Chicago Library of Valuable Black Literature Is In Danger
The Carter G. Woodson Library in Chicago’s Washington Heights neighborhood is rooted in history. It was named after the “Father of Black History” and holds the largest collection of black literature in the entire Midwest.
It notably contains the Vivian G. Harsh Collection, named after Chicago’s first black librarian, which features slave and genealogy records and original manuscripts from notable black authors. The library is now at risk of closing due to damage to the building after years of not being kept up by the city.
According to WGNTV, there’s been scaffolding located near the entrance as far back as 2002 simply with no work being done to protect pedestrians from any possibly falling debris due to shoddy construction and 40 years of wear and tear.
“We’ve got 25,000 people coming through the turn styles every month at that library; 8,000 books are checked out every month; 12,000 hours of computer usage per month,” said Melvin Thompson, executive director of the Endeleo Institute. “This is significant.”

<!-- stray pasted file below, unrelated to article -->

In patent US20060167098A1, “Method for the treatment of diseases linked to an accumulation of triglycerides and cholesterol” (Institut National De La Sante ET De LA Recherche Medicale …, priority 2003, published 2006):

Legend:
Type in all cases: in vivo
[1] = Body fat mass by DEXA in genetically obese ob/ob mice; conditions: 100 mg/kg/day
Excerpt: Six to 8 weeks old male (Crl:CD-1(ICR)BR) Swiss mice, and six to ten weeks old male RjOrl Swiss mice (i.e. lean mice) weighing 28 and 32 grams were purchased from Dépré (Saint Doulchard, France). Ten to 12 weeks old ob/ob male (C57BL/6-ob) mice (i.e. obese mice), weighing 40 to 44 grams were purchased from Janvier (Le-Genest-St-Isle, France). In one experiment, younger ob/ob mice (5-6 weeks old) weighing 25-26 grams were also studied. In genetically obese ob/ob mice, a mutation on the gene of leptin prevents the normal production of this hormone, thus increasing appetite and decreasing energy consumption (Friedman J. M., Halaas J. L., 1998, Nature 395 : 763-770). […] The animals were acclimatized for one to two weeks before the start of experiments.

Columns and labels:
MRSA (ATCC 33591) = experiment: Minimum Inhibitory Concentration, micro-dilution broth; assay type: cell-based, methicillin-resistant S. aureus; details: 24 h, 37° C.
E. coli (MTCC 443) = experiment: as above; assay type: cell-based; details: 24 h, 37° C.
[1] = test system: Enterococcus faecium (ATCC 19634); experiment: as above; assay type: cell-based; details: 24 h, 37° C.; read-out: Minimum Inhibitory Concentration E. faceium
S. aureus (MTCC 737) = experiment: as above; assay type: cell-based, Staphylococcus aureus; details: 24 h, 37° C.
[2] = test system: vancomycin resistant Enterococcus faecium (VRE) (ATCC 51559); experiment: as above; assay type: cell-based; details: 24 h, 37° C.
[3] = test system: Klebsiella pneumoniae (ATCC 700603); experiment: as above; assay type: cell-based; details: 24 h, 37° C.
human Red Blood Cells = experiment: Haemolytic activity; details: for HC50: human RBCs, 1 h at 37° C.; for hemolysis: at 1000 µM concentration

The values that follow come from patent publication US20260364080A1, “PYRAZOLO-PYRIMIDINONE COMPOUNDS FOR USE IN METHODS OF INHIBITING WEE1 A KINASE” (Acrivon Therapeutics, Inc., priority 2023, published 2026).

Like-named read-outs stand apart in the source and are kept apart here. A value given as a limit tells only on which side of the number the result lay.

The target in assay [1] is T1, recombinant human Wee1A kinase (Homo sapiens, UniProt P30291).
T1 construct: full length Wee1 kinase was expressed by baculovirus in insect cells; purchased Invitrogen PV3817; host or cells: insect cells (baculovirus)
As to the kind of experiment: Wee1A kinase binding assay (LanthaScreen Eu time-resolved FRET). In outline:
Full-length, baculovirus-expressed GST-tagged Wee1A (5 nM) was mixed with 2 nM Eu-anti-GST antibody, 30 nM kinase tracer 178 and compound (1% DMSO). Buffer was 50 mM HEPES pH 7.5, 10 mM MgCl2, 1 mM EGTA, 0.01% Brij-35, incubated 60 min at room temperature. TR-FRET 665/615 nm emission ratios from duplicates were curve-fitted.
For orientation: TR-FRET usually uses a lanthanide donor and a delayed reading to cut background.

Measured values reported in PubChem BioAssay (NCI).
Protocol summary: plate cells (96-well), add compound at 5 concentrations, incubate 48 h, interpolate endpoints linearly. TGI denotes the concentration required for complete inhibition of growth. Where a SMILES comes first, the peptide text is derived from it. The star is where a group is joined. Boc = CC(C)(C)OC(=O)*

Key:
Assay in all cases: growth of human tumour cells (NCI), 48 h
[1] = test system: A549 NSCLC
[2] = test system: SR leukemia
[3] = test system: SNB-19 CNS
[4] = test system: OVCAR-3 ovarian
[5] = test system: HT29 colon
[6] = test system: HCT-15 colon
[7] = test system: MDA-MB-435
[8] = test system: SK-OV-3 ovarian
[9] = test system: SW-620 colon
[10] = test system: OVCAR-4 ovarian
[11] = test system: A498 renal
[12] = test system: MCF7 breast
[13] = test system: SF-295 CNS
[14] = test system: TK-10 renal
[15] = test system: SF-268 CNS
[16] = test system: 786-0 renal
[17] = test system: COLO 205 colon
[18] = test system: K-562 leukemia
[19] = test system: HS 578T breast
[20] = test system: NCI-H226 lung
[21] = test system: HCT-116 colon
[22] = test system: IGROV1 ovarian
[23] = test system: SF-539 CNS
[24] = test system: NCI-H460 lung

The Endeleo Institute is a Washington Heights neighborhood with a current focus on restoring the Woodson library.
“We just think that it’s deplorable that the city has neglected this library to the point that it’s in disrepair and unsafe,” Thompson said.
While the library has been granted nearly $10 million by the state specifically to restore Woodson, nearly $4 million is tied up in the current state budget stalemate between state lawmakers and Governor Bruce Rauner.
Not only are state schools such as Chicago State University being put in potentially dangerous situations as a result of this stalemate, but now public libraries with rich history are starting to feel the consequences.
Photo Credit: Chicago Public Library